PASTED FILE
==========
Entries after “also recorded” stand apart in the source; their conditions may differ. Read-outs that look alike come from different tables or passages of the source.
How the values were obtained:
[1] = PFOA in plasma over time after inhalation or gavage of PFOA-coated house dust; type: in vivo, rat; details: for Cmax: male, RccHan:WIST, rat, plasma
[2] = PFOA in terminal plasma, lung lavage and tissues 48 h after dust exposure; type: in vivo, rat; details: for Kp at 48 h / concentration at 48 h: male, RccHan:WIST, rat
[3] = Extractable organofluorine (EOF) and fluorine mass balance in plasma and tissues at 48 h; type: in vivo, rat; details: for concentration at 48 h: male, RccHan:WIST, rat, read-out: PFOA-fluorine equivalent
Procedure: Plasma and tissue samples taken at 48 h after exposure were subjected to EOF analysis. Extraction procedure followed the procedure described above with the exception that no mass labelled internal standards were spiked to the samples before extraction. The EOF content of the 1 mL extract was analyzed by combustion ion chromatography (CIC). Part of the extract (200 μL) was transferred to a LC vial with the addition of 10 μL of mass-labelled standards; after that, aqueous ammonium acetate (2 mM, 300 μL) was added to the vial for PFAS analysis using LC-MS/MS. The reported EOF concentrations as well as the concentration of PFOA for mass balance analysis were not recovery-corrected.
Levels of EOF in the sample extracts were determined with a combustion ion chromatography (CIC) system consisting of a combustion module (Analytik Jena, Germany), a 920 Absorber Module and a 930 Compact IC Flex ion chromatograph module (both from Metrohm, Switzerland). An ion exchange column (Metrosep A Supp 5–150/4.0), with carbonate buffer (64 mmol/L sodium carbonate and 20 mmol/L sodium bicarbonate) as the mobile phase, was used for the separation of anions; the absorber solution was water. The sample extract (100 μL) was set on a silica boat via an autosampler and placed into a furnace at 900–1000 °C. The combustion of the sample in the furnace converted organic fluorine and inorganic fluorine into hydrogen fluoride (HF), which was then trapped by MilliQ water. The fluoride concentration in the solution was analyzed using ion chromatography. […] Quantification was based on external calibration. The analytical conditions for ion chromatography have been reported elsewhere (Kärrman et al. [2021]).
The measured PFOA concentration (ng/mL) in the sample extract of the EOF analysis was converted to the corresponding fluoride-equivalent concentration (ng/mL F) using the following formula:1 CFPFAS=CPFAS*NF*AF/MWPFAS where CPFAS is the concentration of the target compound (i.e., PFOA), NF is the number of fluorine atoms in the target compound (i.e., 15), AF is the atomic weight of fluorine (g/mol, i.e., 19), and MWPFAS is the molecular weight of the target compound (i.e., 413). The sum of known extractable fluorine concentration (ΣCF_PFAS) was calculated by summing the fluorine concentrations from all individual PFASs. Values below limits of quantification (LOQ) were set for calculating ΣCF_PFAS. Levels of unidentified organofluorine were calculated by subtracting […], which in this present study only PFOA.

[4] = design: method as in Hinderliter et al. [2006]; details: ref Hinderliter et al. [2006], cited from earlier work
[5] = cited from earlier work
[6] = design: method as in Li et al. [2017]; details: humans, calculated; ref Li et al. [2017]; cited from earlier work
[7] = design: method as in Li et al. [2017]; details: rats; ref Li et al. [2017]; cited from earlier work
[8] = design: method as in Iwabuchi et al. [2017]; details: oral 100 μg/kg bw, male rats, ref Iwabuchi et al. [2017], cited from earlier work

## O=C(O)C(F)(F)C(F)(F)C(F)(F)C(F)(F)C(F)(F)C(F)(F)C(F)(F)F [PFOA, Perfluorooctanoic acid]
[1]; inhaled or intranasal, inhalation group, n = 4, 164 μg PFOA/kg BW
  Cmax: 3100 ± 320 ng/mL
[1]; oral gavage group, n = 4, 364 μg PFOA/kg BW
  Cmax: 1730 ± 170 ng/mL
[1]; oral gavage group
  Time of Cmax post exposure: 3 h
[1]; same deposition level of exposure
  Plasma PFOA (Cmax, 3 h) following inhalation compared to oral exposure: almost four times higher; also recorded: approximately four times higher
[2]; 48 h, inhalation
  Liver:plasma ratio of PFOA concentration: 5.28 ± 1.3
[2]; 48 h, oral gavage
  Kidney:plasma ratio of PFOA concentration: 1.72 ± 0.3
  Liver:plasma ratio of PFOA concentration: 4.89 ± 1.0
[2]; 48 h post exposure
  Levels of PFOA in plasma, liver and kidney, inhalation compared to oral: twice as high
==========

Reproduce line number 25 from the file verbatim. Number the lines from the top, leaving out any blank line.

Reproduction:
[2]; 48 h, oral gavage